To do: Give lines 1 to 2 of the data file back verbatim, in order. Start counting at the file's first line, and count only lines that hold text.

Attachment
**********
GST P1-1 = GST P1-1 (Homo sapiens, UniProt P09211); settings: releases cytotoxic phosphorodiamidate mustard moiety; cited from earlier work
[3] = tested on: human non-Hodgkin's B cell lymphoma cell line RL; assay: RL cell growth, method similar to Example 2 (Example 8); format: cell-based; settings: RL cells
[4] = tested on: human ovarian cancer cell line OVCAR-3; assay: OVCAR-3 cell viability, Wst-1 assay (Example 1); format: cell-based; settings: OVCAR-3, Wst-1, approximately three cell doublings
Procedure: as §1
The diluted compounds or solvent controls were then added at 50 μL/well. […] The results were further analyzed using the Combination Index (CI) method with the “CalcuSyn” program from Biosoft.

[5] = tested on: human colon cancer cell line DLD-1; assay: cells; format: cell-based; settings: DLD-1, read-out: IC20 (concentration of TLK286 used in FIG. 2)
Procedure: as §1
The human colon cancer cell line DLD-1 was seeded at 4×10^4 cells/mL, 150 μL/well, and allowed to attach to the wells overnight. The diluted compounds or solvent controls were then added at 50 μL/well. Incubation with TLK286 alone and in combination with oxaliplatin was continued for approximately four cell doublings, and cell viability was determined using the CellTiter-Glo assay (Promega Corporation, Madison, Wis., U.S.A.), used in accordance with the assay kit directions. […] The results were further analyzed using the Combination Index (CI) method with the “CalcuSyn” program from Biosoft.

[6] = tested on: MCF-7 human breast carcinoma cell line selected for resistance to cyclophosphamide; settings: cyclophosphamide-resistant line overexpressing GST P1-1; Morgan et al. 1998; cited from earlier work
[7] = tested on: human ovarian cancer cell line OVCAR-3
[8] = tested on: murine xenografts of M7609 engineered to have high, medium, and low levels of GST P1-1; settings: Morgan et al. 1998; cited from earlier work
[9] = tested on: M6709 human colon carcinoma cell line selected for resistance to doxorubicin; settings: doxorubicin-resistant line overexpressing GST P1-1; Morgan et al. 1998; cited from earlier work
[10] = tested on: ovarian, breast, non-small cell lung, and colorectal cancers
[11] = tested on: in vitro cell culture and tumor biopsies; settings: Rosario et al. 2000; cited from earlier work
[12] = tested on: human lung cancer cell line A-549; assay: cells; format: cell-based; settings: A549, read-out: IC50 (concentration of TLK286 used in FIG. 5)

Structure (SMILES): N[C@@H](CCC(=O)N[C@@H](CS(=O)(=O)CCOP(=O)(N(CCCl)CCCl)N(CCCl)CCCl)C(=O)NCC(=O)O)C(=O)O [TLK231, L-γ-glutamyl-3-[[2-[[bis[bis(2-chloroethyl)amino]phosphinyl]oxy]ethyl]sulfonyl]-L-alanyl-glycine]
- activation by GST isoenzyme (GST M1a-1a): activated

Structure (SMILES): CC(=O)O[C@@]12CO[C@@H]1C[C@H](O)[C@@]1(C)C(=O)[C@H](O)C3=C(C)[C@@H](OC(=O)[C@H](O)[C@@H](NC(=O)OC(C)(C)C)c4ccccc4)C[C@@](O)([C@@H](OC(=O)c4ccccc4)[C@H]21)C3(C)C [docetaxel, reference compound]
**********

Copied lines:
GST P1-1 = GST P1-1 (Homo sapiens, UniProt P09211); settings: releases cytotoxic phosphorodiamidate mustard moiety; cited from earlier work
[3] = tested on: human non-Hodgkin's B cell lymphoma cell line RL; assay: RL cell growth, method similar to Example 2 (Example 8); format: cell-based; settings: RL cells